If you are fortunate enough to be able to maintain a work-at-home gig (or be furloughed instead of laid-off), it is still important to be money conscious during a crisis such as this, and take little steps to save for the future. Once you are able to determine your monthly income, you can outline your absolutely necessary expenses so then you can easily review the amount of money you have leftover for savings and incidentals… and maybe a new #WFH outfit, too!

3. Reflect On Where You Can Cut Back

Your first instinct may be to invest in a butt mask like Kesha (yes, that is actually a thing) be careful where you put your money. Due to self-isolation and other restrictions, there are some more luxurious expenses, for example a gym membership or overpriced oat milk lattes, which are no longer relevant. Take some time to think about what you "need" (necessary expenses mentioned above) and what you "want" (a butt mask like Kesha). Making this list may actually be easier now than it was at the beginning of the year: with no more nights out or in-person meetings for work, you may find that you're suddenly spending a whole lot less than usual.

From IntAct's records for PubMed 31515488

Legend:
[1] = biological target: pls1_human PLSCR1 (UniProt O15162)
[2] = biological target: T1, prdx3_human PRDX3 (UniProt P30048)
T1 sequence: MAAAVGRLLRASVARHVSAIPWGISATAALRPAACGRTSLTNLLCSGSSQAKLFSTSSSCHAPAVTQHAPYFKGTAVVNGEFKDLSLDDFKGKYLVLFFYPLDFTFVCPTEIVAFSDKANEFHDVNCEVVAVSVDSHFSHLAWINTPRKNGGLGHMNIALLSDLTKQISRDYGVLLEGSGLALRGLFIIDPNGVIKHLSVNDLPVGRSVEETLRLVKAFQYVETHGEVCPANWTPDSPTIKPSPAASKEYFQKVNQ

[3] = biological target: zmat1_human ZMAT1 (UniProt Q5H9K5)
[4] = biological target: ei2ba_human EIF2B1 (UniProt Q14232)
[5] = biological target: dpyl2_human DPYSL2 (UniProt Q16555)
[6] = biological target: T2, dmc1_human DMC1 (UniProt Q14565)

Ultimately, you just need a space (whether online or in a journal) to spell out various categories like rent, food, transportation, bills, taxes, etc.

While entertainment can be essential while we quarantine at home, it is worth cutting back on some streaming platforms, limiting data use, and trying your best to refrain from buying a Nintendo Switch to play Animal Crossing. Similarly, budget your grocery list by planning out weekly meals, buying non-perishable goods with a longer shelf life, and using up items you forgot you even had in your pantry. Your "noodle budget" should only include what you absolutely need to maintain your health.

4. Prioritize, Prioritize, Prioritize

Even with a clear differentiation between needs and wants, it may be worth prioritizing those needs even further. This may seem like a scary concept at first, but it's something you need to consider. If you find yourself doing all these calculations and finding that the amount you need versus the amount you are bringing in isn't evening out, it may be time to take some drastic measures. It is worth considering reaching out to your landlord and utility companies who, given the emergency, may have extended payment periods.

Your first instinct may be to invest in a butt mask like Kesha (yes, that is actually a thing) be careful where you put your money.